Besides being responsible for deciding whether or not to press charges against a suspect, the prosecution can decide to drop charges any time after criminal proceedings have commenced.
Here, we examine the circumstances in which the police or DPP can decide to discontinue a prosecution before the case progresses to a defended hearing in the Local Court or jury trial in the District or Supreme Court.
Local Court (‘Summary’) Matters
As discussed in many of our previous blogs, experienced criminal lawyers can have cases dropped altogether, or reduced in seriousness, in summary matters by writing a document known as ‘representations’ to the relevant Local Area Commander of police.
Representations come in many shapes and forms, and good lawyers will know what to write to the prosecution, and also what not to write. However, these letters generally involve an outline of the elements of the offence/s and an argument to the effect that the evidence is insufficient or otherwise incapable of proving the charge/s.
Representations are a highly effective way of getting charges dropped before cases proceed to a defended hearing thereby saving the client a lot of money and stress.
Pre-Trial Conferences and Committal Hearings
Representations can be equally effective in more serious cases – called ‘indictable cases’ – that may proceed to the District or Supreme Court.
In such cases, there is the added opportunity of negotiating the withdrawal of reduction of charges at a ‘pre-trial conference’ – which is a conference that occurs between the prosecution and defence before the case reaches a ‘committal hearing’ – which is a hearing in the Local Court to decide whether there is enough evidence for a case to proceed to a higher court.
There are different types of committal hearings in NSW. The most popular ways of dealing with cases at this stage is to either have a ‘waiver of committal’ – where a defendant waives their right to have a committal hearing and allows the case to go straight to the higher court – or a ‘paper committal hearing’ – where the magistrate briefly reads over the prosecution’s papers and normally sends the case to the higher court for a trial date.
However, there is also the option of a ‘contest committal hearing’ – whereby an application is made for witnesses to testify and be cross-examined in the Local Court. The defendant does not have a right to call witnesses to a contested committal hearing; rather, the defence will firstly need to prove that there are ‘substantial reasons’ to require the attendance of particular witnesses, or establish the higher test of ‘special reasons’ if the person sought to be called is the complainant.
A committal hearing can be advantageous as it gives the defendant the opportunity to challenge the prosecution evidence before it proceeds to trial. In some cases, this may result in the Magistrate deciding that there is not enough evidence for the case to proceed to a trial – or alternatively, even if the Magistrate does decide to commit the matter for trial, the DPP may elect to discontinue the proceedings.
Discontinuing Proceedings after Committal
Even if a case is sent to a higher court for trial, information may come to hand that undermines the prosecution case. For example, a key witness may admit to lying about part or all of the evidence, or forensic evidence or other witnesses may weaken the prosecution case, or it may simply become apparent that it is not in the public interest to continue the proceedings.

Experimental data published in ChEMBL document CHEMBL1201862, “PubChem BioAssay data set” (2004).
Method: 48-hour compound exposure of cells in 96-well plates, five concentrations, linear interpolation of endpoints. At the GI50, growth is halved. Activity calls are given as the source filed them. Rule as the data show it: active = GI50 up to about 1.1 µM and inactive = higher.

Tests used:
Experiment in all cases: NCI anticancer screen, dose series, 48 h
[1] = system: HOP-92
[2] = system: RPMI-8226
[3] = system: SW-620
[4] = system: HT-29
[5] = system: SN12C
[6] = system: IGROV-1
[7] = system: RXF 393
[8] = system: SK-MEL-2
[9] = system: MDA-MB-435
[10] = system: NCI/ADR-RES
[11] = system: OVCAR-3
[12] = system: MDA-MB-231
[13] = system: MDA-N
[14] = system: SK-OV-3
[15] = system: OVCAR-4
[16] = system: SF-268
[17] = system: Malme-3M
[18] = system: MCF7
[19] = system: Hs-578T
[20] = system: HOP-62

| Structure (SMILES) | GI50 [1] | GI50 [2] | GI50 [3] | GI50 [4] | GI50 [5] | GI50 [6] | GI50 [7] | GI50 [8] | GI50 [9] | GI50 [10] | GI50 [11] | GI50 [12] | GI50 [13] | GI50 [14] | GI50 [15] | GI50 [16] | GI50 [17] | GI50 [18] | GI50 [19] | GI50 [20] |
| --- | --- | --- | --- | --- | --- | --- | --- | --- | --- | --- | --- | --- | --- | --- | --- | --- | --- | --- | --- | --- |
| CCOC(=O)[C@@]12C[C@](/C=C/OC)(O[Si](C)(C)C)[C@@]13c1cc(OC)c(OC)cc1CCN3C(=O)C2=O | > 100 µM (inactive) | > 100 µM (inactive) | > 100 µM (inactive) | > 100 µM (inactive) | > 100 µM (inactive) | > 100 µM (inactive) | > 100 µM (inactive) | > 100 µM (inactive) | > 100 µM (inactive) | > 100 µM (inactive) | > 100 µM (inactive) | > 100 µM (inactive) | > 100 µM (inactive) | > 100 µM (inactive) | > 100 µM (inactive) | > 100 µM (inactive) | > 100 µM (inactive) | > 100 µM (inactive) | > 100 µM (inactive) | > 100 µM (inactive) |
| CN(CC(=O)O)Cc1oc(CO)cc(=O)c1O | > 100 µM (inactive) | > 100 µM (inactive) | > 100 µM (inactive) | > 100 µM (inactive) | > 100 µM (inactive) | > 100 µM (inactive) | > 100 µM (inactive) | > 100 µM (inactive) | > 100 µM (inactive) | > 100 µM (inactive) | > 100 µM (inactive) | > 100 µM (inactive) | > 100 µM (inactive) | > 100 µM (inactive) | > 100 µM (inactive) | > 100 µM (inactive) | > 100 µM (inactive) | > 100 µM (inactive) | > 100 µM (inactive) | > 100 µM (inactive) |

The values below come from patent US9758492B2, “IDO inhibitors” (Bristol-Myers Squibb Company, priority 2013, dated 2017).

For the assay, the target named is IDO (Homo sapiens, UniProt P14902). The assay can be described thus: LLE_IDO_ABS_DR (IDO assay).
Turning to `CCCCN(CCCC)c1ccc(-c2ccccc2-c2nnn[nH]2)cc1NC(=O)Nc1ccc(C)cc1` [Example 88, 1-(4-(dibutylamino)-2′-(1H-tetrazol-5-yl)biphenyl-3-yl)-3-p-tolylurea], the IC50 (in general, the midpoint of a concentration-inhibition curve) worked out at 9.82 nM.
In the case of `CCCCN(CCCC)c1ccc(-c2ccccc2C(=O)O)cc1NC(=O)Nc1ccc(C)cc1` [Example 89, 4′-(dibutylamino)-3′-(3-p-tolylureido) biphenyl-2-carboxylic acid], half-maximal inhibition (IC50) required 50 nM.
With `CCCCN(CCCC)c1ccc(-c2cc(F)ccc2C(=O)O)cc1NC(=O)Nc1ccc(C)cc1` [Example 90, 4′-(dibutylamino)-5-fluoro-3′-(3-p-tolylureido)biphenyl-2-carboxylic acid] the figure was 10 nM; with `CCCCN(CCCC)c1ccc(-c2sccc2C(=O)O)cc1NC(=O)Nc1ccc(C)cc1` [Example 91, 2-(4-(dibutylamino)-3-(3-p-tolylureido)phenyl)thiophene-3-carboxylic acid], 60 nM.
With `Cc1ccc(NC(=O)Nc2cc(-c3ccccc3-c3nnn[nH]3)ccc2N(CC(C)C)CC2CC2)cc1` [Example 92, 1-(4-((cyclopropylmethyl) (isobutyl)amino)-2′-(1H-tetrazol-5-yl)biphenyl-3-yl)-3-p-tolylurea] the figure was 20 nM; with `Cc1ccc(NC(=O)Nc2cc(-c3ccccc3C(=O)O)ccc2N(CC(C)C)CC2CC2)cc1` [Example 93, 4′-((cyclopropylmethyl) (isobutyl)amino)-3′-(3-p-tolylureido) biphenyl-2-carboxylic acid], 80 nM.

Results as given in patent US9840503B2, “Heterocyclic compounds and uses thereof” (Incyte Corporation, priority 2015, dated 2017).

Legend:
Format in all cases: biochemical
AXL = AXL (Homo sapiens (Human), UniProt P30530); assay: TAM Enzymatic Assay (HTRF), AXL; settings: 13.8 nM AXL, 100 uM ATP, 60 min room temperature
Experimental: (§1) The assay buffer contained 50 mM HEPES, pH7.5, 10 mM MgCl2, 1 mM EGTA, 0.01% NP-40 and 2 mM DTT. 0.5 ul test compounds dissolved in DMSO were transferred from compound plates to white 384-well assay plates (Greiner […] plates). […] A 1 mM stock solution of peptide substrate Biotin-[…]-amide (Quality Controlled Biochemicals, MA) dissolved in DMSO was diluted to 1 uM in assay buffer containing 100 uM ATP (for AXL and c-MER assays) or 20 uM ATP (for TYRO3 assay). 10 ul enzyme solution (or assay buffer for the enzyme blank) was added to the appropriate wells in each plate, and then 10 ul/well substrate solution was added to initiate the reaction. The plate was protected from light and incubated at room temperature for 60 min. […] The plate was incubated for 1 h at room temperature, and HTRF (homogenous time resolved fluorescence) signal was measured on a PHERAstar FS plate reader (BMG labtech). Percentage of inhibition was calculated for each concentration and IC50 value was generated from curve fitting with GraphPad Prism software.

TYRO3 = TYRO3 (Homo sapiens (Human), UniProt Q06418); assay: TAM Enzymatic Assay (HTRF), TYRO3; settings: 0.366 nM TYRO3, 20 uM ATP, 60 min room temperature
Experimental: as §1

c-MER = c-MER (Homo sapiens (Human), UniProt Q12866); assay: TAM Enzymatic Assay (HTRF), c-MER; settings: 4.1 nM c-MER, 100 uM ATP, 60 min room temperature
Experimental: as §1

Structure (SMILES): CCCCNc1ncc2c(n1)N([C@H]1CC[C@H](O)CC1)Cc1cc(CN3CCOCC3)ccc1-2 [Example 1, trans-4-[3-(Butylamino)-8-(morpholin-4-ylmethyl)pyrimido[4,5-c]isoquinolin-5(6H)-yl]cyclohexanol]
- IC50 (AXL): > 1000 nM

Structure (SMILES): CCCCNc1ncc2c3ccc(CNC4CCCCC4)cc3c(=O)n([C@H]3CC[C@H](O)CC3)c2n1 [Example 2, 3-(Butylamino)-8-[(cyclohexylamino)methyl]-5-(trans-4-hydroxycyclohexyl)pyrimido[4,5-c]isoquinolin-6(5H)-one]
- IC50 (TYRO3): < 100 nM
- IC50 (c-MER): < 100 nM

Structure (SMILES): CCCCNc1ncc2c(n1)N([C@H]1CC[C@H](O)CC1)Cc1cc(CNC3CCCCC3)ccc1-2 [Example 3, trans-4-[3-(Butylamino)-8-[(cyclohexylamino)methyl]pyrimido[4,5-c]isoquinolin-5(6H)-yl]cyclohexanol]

Prosecution guidelines say that the prosecution must constantly review the strength of the evidence throughout the proceedings.
Where the prosecution case is weakened, the defence team can make further representations to the DPP.
The DPP solicitor in charge of the case may also independently apply to the Director to discontinue the proceedings if the evidence against the defendant is insufficient to establish the charge/s, or where it is otherwise no longer in the public interest to continue the proceedings.
Both the Attorney-General and the Director of Public Prosecutions have the power to discontinue proceedings, but it is usually the DPP who takes such action.
Section 7 of the Director of Public Prosecutions Act 1986 (NSW) says that the Director has the power to determine that ‘no further proceedings be taken against a person who has been committed for trial or sentence.’
Where a trial has commenced, the judge may direct the jury to return a verdict of not guilty if it becomes apparent that there is ‘a defect in the evidence such that, taken at its highest, it will not sustain a verdict of guilty.’
The Value of a Good Criminal Lawyer
Lawyers have been criticised for allowing cases to go from adjournment to adjournment until they finally reach a defended hearing or jury trial, while doing very little in between.
Indeed, it may be in a lawyer’s short term financial interests to act in this unscrupulous manner – as they will make much more money if the case goes all the way to a hearing or trial, rather than being discontinued at an early stage.
For this reason, it is critical for clients to engage lawyers who have a strong track record of getting criminal cases dropped at an early stage.
Facing the prospect of a criminal conviction, or even a prison sentence, can leave defendants in a vulnerable position – trusting that their lawyer will do the right thing, and that they have the specialist knowledge and experience to get the best result as quickly as possible.
However, it is crucial for clients to openly ask their lawyers about how they propose to fight for the withdrawal of their charges, and the steps they will take to maximise the chances of this occurring. It is also a good idea to get this in writing, whether in the cost agreement or by way of email. After all, it’s your life and your future.